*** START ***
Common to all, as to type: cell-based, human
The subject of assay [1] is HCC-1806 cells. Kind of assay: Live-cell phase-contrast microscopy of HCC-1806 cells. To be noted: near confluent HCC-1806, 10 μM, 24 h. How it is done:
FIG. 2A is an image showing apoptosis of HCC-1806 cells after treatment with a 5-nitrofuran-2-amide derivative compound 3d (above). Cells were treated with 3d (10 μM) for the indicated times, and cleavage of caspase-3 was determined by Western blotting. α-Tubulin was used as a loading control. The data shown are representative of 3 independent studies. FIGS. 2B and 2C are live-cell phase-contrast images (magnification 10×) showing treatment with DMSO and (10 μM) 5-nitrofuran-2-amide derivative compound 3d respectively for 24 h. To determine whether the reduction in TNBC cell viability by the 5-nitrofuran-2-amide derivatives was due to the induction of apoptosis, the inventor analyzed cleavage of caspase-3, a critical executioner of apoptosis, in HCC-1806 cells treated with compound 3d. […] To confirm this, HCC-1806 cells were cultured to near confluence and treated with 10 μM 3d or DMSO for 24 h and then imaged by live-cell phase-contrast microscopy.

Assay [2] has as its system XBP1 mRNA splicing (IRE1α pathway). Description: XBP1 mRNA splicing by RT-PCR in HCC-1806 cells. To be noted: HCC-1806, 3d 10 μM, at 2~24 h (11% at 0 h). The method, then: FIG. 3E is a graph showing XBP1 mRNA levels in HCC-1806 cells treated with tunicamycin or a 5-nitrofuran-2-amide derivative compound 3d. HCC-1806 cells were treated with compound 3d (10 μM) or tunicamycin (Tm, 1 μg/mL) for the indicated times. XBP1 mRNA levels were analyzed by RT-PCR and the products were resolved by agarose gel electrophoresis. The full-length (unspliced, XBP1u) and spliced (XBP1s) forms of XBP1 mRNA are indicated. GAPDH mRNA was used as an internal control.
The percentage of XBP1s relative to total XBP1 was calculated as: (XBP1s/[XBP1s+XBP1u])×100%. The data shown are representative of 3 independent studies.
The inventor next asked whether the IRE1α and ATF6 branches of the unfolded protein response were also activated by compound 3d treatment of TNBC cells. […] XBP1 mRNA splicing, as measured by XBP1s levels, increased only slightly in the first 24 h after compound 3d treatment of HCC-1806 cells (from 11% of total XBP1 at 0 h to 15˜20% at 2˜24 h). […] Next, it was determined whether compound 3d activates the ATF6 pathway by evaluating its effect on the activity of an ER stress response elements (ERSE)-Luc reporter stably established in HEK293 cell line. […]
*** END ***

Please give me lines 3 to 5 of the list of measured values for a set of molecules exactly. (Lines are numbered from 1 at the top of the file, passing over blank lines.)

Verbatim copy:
FIG. 2A is an image showing apoptosis of HCC-1806 cells after treatment with a 5-nitrofuran-2-amide derivative compound 3d (above). Cells were treated with 3d (10 μM) for the indicated times, and cleavage of caspase-3 was determined by Western blotting. α-Tubulin was used as a loading control. The data shown are representative of 3 independent studies. FIGS. 2B and 2C are live-cell phase-contrast images (magnification 10×) showing treatment with DMSO and (10 μM) 5-nitrofuran-2-amide derivative compound 3d respectively for 24 h. To determine whether the reduction in TNBC cell viability by the 5-nitrofuran-2-amide derivatives was due to the induction of apoptosis, the inventor analyzed cleavage of caspase-3, a critical executioner of apoptosis, in HCC-1806 cells treated with compound 3d. […] To confirm this, HCC-1806 cells were cultured to near confluence and treated with 10 μM 3d or DMSO for 24 h and then imaged by live-cell phase-contrast microscopy.

Assay [2] has as its system XBP1 mRNA splicing (IRE1α pathway). Description: XBP1 mRNA splicing by RT-PCR in HCC-1806 cells. To be noted: HCC-1806, 3d 10 μM, at 2~24 h (11% at 0 h). The method, then: FIG. 3E is a graph showing XBP1 mRNA levels in HCC-1806 cells treated with tunicamycin or a 5-nitrofuran-2-amide derivative compound 3d. HCC-1806 cells were treated with compound 3d (10 μM) or tunicamycin (Tm, 1 μg/mL) for the indicated times. XBP1 mRNA levels were analyzed by RT-PCR and the products were resolved by agarose gel electrophoresis. The full-length (unspliced, XBP1u) and spliced (XBP1s) forms of XBP1 mRNA are indicated. GAPDH mRNA was used as an internal control.
The percentage of XBP1s relative to total XBP1 was calculated as: (XBP1s/[XBP1s+XBP1u])×100%. The data shown are representative of 3 independent studies.